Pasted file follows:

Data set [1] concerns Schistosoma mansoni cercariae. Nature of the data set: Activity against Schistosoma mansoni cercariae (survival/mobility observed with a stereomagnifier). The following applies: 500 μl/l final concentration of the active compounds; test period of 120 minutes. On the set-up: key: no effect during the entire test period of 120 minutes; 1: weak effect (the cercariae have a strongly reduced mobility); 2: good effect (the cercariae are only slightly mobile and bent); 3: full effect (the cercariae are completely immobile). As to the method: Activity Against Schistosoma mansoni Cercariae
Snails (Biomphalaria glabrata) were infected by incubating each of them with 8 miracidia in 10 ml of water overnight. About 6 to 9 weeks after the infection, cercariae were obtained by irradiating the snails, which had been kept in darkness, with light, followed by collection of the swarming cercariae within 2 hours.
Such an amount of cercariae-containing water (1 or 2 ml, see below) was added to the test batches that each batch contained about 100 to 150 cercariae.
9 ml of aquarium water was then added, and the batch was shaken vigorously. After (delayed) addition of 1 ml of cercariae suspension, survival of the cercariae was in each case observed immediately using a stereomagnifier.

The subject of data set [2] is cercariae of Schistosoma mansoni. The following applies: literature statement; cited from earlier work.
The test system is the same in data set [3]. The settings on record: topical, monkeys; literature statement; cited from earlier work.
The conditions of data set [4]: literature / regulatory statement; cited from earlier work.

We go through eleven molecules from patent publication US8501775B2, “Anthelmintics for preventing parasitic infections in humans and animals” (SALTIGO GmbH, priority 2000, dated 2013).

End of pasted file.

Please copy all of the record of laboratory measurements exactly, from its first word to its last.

Data set [1] concerns Schistosoma mansoni cercariae. Nature of the data set: Activity against Schistosoma mansoni cercariae (survival/mobility observed with a stereomagnifier). The following applies: 500 μl/l final concentration of the active compounds; test period of 120 minutes. On the set-up: key: no effect during the entire test period of 120 minutes; 1: weak effect (the cercariae have a strongly reduced mobility); 2: good effect (the cercariae are only slightly mobile and bent); 3: full effect (the cercariae are completely immobile). As to the method: Activity Against Schistosoma mansoni Cercariae
Snails (Biomphalaria glabrata) were infected by incubating each of them with 8 miracidia in 10 ml of water overnight. About 6 to 9 weeks after the infection, cercariae were obtained by irradiating the snails, which had been kept in darkness, with light, followed by collection of the swarming cercariae within 2 hours.
Such an amount of cercariae-containing water (1 or 2 ml, see below) was added to the test batches that each batch contained about 100 to 150 cercariae.
9 ml of aquarium water was then added, and the batch was shaken vigorously. After (delayed) addition of 1 ml of cercariae suspension, survival of the cercariae was in each case observed immediately using a stereomagnifier.

The subject of data set [2] is cercariae of Schistosoma mansoni. The following applies: literature statement; cited from earlier work.
The test system is the same in data set [3]. The settings on record: topical, monkeys; literature statement; cited from earlier work.
The conditions of data set [4]: literature / regulatory statement; cited from earlier work.

We go through eleven molecules from patent publication US8501775B2, “Anthelmintics for preventing parasitic infections in humans and animals” (SALTIGO GmbH, priority 2000, dated 2013).